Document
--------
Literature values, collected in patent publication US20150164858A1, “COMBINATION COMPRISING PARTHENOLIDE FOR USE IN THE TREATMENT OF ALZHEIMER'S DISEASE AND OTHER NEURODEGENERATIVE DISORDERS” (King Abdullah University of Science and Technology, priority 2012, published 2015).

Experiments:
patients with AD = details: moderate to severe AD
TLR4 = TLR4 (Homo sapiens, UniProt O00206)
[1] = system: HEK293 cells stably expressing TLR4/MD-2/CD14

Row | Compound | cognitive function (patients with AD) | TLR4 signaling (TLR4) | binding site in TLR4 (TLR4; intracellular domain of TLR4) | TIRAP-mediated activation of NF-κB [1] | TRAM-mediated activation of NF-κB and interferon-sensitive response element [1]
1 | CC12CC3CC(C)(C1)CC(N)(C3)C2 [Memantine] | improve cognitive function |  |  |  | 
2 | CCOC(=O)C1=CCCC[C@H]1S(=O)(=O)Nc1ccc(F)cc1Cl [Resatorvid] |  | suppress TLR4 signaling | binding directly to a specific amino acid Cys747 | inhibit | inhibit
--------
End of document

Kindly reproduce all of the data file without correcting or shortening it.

Literature values, collected in patent publication US20150164858A1, “COMBINATION COMPRISING PARTHENOLIDE FOR USE IN THE TREATMENT OF ALZHEIMER'S DISEASE AND OTHER NEURODEGENERATIVE DISORDERS” (King Abdullah University of Science and Technology, priority 2012, published 2015).

Experiments:
patients with AD = details: moderate to severe AD
TLR4 = TLR4 (Homo sapiens, UniProt O00206)
[1] = system: HEK293 cells stably expressing TLR4/MD-2/CD14

Row | Compound | cognitive function (patients with AD) | TLR4 signaling (TLR4) | binding site in TLR4 (TLR4; intracellular domain of TLR4) | TIRAP-mediated activation of NF-κB [1] | TRAM-mediated activation of NF-κB and interferon-sensitive response element [1]
1 | CC12CC3CC(C)(C1)CC(N)(C3)C2 [Memantine] | improve cognitive function |  |  |  | 
2 | CCOC(=O)C1=CCCC[C@H]1S(=O)(=O)Nc1ccc(F)cc1Cl [Resatorvid] |  | suppress TLR4 signaling | binding directly to a specific amino acid Cys747 | inhibit | inhibit